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Hope you enjoyed this month's IWSG entry. Make sure to link to other guest posts from other awesome writers at the Insecure Writer's Support Group website.



14 comments:

  1. I think it is okay to do whatever you need to do and helps you manage the grief of a loss. Creative outlets are the best, I have been told many times and I've done it myself. I'm glad your poetry helped your husband to smile again, even through tears.

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    1. I was surprised to learn that not everyone believes this way. You try to be sensitive to everyone during times like these, and sometimes it's hard being true to yourself when you do so. Thank you for commenting. It helps to hear from other writers that they feel the same.

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  2. What a beautiful tribute to your MIL, Tanya. Very moving.

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  3. Great tribute and great way of honoring her, I think. Debatable to think so? Sure, but if creativity and more writing is what you need to cope with her loss, why not? Each one of us mourn differently. Hugs to you and your husband.

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    1. Thank you S.K Anthony. Your hugs are appreciated.

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  4. Unless something is heartfelt how can we write about it with the respect and sensitivity it deserves? Life is precious. Life is learning. :-)

    Anna from Shout with Emaginette

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    1. It certainly is! We are mortal, and life will eventually end for all of us. I guess this is my small way of making her life a little more eternal. Thank you for commenting emaginette.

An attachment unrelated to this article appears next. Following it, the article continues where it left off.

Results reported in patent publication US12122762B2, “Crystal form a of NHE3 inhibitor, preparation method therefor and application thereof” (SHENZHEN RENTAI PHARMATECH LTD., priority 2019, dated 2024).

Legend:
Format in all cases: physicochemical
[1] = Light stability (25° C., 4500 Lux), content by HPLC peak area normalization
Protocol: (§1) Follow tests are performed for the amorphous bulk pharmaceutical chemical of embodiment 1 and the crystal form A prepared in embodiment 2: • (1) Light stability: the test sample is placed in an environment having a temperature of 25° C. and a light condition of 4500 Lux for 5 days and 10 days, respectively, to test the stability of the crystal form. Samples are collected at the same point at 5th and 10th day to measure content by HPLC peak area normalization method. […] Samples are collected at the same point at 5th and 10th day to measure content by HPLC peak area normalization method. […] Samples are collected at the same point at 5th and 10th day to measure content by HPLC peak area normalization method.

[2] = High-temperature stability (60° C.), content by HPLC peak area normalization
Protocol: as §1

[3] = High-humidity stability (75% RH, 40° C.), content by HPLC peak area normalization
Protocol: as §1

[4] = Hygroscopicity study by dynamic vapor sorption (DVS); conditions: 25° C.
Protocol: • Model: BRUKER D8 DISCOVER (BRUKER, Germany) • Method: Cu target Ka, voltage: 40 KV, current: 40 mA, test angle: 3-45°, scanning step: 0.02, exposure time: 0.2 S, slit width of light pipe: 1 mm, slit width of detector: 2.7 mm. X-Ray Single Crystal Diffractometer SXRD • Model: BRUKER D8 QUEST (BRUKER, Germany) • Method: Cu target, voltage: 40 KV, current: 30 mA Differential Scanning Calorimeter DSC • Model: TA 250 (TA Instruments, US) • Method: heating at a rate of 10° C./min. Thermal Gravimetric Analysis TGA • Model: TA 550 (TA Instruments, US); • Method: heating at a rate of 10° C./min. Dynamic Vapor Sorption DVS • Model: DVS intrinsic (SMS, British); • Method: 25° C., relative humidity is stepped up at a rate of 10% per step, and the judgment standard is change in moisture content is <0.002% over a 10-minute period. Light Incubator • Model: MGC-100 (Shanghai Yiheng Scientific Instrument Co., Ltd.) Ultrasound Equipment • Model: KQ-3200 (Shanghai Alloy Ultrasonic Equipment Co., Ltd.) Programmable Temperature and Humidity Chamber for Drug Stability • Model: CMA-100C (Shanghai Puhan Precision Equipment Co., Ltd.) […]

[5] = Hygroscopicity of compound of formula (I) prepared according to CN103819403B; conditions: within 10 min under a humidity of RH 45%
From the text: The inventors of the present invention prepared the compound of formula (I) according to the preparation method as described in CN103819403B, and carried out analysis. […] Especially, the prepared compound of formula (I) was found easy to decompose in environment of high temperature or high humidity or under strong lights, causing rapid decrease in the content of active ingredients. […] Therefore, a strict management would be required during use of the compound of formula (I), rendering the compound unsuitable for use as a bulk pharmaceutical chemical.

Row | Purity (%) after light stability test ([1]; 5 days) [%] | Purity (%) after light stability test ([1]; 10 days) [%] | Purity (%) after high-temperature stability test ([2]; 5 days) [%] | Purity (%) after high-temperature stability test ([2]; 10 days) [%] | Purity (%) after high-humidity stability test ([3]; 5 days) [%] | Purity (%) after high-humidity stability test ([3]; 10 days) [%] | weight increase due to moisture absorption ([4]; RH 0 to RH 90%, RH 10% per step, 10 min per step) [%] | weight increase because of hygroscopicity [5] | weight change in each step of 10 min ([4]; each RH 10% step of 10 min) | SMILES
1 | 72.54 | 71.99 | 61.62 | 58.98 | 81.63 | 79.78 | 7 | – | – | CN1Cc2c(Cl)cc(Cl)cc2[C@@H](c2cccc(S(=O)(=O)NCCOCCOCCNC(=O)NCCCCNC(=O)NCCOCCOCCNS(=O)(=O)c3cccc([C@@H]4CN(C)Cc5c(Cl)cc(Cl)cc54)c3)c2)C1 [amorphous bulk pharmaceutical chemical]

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  5. I agree that there isn't a right way to act, but it's wonderful that your poems brought some peace to your husband.

    My condolences to you and your family.

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    1. Thank you Misha. It was really touching when my husband told me he thought the poem was wonderful. It was the least I could do for him.

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  6. This is a great post. What a wonderful thing you did for your husband.

    Thanks for your support.

    Heather

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  7. This really touched me...and after you read my Deja Vu post you'll know why. YES...it's okay to write in the midst of such tragedy. In fact, sometimes it is a moral imperative.

    Thank you for choosing this piece to showcase during Deja Vu. I REALLY enjoyed it! :)

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  8. It was a blessing that you chose to write during tragedy and how wonderful that it was the catalyst that turned your husband's grief around and onto its next phase! They say where there is pain, there is also the prize, the gem, the jewel. Looks like you've found that! Thank you for sharing this as your repost. It's making me more confident to get vulnerable. And as most of us are painfully aware, getting vulnerable is downright scary! Happy Deja Vu weekend. :)
    michele at Angels Bark

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  9. Hi Tanya - sounds like your writing really hit the right note for you both - death is so difficult - seeing the positive is a challenge ... I've seen the positive of the experience, but now you've shown me that fully remembering my mother's past and her happiness is an added dimension I need to bring out ... thanks for this - cheers Hilary